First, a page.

Dr. Sandra S. Hernandez is a Child Protection Specialist at the Child Protection Unit of the University of the Philippines Manila – Philippine General Hospital where she conducts medico-legal examination and sees to the health care maintenance of survivors of abuse and neglect. She is the Associate Director for Training at the Child Protection Network Foundation, Inc., a non-government organization that seeks to increase the accessibility of services for abused children and provide continuing education and training opportunities to child protection professionals. Dr. Hernandez was born and raised in Manila. She received her undergraduate education from the University of the Philippines Manila with a degree in Public Health. She earned a medical degree cum laude from the University of Santo Tomas and did residency training in Pediatrics at the University of Santo Tomas Hospital where she went on to become chief resident. She did fellowship training in Ambulatory Pediatrics and obtained a Certificate in Child Protection Specialty at the University of the Philippines, Manila – Philippine General Hospital. She is currently pursuing a master degree in Public Health. Aside from responding to the needs of abused and neglected children, Dr. Hernandez is interested in a preventive approach to child maltreatment. She has worked on research on the disclosure patterns of sexually abused Filipino children seen in a multidisciplinary unit for child abuse and neglect and on the situation of child maltreatment prevention programs, policies and resources and its implementation among local communities in the Philippines.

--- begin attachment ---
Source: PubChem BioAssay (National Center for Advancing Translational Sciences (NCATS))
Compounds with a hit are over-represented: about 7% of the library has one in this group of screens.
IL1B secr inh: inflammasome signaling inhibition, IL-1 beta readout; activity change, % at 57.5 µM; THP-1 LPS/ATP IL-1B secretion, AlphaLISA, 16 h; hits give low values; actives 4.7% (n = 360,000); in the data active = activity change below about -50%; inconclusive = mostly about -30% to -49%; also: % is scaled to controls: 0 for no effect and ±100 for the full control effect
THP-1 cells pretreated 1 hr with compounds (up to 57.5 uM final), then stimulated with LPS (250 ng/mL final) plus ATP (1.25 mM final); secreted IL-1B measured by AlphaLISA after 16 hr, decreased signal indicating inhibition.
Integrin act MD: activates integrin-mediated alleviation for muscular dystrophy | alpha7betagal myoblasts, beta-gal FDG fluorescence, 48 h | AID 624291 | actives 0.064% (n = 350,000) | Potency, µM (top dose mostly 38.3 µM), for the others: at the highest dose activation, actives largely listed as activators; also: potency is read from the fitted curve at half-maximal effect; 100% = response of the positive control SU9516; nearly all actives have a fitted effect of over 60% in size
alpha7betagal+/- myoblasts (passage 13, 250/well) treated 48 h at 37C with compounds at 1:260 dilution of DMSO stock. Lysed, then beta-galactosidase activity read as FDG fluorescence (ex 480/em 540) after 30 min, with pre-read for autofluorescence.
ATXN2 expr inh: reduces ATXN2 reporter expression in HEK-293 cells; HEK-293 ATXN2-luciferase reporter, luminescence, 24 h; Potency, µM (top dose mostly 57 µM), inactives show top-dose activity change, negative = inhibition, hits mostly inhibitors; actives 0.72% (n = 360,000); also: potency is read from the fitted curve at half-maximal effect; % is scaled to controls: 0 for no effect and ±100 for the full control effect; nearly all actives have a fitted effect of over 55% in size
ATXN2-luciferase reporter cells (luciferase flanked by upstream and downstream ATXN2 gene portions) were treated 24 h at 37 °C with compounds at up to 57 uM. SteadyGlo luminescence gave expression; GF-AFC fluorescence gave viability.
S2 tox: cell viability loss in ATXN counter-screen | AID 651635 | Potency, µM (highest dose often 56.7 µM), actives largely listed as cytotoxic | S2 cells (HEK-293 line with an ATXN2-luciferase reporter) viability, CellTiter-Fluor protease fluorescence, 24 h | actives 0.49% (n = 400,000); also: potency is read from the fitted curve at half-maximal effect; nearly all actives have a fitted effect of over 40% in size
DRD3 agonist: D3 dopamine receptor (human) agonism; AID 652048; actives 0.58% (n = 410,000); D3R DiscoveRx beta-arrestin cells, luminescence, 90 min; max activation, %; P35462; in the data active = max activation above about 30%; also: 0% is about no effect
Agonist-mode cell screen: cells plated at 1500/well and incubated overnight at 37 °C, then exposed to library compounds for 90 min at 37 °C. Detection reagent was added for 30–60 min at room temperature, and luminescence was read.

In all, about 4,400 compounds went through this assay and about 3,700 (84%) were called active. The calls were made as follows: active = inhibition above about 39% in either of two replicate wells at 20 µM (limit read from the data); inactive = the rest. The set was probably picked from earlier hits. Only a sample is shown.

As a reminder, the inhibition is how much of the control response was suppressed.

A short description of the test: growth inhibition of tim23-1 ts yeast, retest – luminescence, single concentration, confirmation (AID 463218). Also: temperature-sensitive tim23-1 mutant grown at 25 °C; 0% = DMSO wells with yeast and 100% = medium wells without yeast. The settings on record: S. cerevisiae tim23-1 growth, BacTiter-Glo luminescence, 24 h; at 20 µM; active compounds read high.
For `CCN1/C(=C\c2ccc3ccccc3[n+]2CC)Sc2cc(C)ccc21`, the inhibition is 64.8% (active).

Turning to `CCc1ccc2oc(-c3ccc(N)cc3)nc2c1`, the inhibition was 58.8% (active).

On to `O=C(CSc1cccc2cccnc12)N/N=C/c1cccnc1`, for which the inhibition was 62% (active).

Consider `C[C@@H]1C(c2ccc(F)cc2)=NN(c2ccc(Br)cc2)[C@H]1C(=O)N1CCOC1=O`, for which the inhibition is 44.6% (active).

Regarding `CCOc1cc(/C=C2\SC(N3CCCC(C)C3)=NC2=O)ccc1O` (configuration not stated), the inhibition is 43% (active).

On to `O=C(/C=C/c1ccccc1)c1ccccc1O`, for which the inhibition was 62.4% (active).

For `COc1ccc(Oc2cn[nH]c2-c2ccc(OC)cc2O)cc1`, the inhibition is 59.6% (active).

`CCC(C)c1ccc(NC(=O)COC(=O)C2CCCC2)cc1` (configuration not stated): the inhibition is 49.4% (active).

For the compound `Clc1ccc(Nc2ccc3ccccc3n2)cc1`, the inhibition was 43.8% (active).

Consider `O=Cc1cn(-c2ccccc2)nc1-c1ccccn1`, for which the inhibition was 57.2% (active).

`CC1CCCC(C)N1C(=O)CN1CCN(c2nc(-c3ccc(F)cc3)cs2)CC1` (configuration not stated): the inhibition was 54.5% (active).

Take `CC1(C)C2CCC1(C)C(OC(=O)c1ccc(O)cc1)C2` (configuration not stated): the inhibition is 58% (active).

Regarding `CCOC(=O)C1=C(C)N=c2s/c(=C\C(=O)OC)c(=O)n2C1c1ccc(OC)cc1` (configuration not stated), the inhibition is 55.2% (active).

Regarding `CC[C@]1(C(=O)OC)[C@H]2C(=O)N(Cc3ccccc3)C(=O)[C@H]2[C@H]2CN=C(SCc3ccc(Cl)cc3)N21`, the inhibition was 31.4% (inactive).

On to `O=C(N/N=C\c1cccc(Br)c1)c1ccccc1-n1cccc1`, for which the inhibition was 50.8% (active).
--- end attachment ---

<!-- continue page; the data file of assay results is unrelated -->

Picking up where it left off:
Child Maltreatment Prevention in the Philippines: A Situationer
The study aims to gather information regarding the situation of child maltreatment as well as relevant primary prevention policies, programs and resources in the Philippines. With decentralized governance, how local communities implement their child maltreatment prevention programs will also be looked into. Key informant interviews with national policy makers and program managers were conducted. Stakeholders from three local government units were also interviewed. Relevant secondary documents were reviewed. The Philippines has a good number of laws, policies and programs on child protection, albeit with limited funds and trained personnel. A number of these laws and policies impact on the prevention of child maltreatment although very few are directly related to primary prevention. There was a disparity between what is required by national laws and policies; and actual implementation of programs on child protection. With the devolution of health and social services, implementation and support for programs depended on the interests and priorities of local executives. This is further compounded by the fact that there is no reliable data on child maltreatment in the country. Recommendations include conducting a national prevalence study on child maltreatment; working with communities to increase their readiness and capacity to implement a primary prevention program on child maltreatment, and identifying a central body with the legal mandate to implement the national plan to end violence against children.